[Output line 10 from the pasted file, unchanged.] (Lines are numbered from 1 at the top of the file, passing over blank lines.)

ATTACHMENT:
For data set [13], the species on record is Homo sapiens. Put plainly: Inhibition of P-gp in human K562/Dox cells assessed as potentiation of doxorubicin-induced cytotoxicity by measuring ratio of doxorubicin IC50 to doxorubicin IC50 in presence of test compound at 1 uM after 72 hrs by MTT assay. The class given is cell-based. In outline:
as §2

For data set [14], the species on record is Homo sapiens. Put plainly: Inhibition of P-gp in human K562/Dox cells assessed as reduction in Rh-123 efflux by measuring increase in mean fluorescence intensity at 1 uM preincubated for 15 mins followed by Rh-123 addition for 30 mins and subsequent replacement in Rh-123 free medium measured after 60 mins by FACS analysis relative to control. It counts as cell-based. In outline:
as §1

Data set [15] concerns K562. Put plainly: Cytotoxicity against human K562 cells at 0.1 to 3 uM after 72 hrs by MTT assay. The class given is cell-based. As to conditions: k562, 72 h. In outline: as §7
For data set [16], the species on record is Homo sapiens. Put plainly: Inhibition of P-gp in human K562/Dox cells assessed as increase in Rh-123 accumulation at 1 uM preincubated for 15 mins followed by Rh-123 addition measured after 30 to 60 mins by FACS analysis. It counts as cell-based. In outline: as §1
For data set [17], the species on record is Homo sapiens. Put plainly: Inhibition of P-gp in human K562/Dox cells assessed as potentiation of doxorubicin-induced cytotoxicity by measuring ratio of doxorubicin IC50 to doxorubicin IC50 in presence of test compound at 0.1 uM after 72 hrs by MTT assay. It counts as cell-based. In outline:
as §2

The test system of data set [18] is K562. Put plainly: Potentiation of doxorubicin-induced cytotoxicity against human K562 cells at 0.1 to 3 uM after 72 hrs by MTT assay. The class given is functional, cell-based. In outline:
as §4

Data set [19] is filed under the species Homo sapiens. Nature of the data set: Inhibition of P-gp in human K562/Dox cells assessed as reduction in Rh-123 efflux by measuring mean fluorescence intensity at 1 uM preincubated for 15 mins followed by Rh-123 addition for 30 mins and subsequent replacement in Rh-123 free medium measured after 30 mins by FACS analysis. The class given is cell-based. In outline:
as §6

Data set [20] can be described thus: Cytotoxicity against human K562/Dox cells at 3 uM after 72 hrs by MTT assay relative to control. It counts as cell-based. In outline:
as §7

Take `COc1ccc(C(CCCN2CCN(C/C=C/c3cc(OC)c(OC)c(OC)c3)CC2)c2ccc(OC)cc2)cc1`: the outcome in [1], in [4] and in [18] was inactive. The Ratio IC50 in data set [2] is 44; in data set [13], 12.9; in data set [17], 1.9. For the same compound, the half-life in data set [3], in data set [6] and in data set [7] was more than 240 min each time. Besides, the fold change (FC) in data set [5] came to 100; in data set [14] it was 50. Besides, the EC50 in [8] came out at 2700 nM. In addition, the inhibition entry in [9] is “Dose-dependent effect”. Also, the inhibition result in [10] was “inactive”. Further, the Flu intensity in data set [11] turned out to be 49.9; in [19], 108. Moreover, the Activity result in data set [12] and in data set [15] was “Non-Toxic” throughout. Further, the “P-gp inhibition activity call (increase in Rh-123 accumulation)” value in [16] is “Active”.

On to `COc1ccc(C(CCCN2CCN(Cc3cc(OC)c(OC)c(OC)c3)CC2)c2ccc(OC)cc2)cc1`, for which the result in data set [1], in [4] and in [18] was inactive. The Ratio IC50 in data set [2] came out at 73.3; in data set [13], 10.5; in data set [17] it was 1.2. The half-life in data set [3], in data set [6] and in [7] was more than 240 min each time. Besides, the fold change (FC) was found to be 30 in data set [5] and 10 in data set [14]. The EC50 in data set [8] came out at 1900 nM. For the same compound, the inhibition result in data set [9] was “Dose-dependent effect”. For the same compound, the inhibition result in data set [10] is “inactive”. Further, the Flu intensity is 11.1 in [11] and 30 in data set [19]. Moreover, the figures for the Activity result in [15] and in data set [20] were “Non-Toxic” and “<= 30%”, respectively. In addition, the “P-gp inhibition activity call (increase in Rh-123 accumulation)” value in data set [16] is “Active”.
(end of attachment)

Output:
as §4